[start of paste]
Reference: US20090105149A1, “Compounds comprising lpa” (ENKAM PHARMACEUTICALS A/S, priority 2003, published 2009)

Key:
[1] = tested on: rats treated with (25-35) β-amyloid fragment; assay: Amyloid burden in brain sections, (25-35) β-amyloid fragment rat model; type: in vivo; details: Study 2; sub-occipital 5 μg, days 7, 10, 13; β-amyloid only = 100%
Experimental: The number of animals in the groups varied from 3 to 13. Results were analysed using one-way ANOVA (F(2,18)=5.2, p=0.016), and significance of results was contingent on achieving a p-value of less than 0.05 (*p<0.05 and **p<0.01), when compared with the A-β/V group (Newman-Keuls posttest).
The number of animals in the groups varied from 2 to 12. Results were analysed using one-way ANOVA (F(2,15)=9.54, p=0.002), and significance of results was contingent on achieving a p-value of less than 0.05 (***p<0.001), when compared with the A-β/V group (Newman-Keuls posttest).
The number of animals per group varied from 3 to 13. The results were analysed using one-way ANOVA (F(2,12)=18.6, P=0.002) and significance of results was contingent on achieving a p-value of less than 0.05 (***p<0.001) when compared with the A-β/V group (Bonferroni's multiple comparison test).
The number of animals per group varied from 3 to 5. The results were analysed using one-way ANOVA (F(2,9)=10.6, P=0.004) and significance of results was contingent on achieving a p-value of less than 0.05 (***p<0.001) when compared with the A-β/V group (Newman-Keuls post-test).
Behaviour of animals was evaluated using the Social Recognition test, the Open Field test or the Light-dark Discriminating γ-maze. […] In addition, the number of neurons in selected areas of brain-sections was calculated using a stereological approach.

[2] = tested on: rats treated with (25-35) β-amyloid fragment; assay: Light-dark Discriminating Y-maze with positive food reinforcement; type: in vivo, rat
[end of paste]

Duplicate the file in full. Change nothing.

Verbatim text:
Reference: US20090105149A1, “Compounds comprising lpa” (ENKAM PHARMACEUTICALS A/S, priority 2003, published 2009)

Key:
[1] = tested on: rats treated with (25-35) β-amyloid fragment; assay: Amyloid burden in brain sections, (25-35) β-amyloid fragment rat model; type: in vivo; details: Study 2; sub-occipital 5 μg, days 7, 10, 13; β-amyloid only = 100%
Experimental: The number of animals in the groups varied from 3 to 13. Results were analysed using one-way ANOVA (F(2,18)=5.2, p=0.016), and significance of results was contingent on achieving a p-value of less than 0.05 (*p<0.05 and **p<0.01), when compared with the A-β/V group (Newman-Keuls posttest).
The number of animals in the groups varied from 2 to 12. Results were analysed using one-way ANOVA (F(2,15)=9.54, p=0.002), and significance of results was contingent on achieving a p-value of less than 0.05 (***p<0.001), when compared with the A-β/V group (Newman-Keuls posttest).
The number of animals per group varied from 3 to 13. The results were analysed using one-way ANOVA (F(2,12)=18.6, P=0.002) and significance of results was contingent on achieving a p-value of less than 0.05 (***p<0.001) when compared with the A-β/V group (Bonferroni's multiple comparison test).
The number of animals per group varied from 3 to 5. The results were analysed using one-way ANOVA (F(2,9)=10.6, P=0.004) and significance of results was contingent on achieving a p-value of less than 0.05 (***p<0.001) when compared with the A-β/V group (Newman-Keuls post-test).
Behaviour of animals was evaluated using the Social Recognition test, the Open Field test or the Light-dark Discriminating γ-maze. […] In addition, the number of neurons in selected areas of brain-sections was calculated using a stereological approach.

[2] = tested on: rats treated with (25-35) β-amyloid fragment; assay: Light-dark Discriminating Y-maze with positive food reinforcement; type: in vivo, rat